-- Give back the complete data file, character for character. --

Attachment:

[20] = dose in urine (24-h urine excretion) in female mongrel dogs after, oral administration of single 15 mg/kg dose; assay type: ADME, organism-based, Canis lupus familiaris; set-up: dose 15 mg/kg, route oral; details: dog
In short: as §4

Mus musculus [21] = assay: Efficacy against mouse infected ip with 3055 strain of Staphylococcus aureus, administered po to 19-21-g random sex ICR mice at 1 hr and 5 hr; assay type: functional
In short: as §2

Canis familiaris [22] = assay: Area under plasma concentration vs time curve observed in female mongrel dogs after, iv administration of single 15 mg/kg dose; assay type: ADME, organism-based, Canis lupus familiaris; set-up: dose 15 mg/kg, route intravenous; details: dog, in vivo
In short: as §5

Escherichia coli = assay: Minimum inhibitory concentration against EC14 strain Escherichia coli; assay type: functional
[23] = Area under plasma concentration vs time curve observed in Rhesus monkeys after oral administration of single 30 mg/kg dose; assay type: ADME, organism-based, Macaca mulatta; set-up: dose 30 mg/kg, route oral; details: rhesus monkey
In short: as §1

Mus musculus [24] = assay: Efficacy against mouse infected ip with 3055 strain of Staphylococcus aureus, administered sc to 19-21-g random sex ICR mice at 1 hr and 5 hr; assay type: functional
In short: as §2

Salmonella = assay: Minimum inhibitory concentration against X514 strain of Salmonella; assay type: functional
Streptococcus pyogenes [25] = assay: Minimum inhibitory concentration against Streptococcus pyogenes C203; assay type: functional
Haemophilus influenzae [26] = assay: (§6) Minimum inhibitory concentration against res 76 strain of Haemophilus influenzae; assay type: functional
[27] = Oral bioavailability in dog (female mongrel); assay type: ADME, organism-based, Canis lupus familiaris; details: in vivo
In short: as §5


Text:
[20] = dose in urine (24-h urine excretion) in female mongrel dogs after, oral administration of single 15 mg/kg dose; assay type: ADME, organism-based, Canis lupus familiaris; set-up: dose 15 mg/kg, route oral; details: dog
In short: as §4

Mus musculus [21] = assay: Efficacy against mouse infected ip with 3055 strain of Staphylococcus aureus, administered po to 19-21-g random sex ICR mice at 1 hr and 5 hr; assay type: functional
In short: as §2

Canis familiaris [22] = assay: Area under plasma concentration vs time curve observed in female mongrel dogs after, iv administration of single 15 mg/kg dose; assay type: ADME, organism-based, Canis lupus familiaris; set-up: dose 15 mg/kg, route intravenous; details: dog, in vivo
In short: as §5

Escherichia coli = assay: Minimum inhibitory concentration against EC14 strain Escherichia coli; assay type: functional
[23] = Area under plasma concentration vs time curve observed in Rhesus monkeys after oral administration of single 30 mg/kg dose; assay type: ADME, organism-based, Macaca mulatta; set-up: dose 30 mg/kg, route oral; details: rhesus monkey
In short: as §1

Mus musculus [24] = assay: Efficacy against mouse infected ip with 3055 strain of Staphylococcus aureus, administered sc to 19-21-g random sex ICR mice at 1 hr and 5 hr; assay type: functional
In short: as §2

Salmonella = assay: Minimum inhibitory concentration against X514 strain of Salmonella; assay type: functional
Streptococcus pyogenes [25] = assay: Minimum inhibitory concentration against Streptococcus pyogenes C203; assay type: functional
Haemophilus influenzae [26] = assay: (§6) Minimum inhibitory concentration against res 76 strain of Haemophilus influenzae; assay type: functional
[27] = Oral bioavailability in dog (female mongrel); assay type: ADME, organism-based, Canis lupus familiaris; details: in vivo
In short: as §5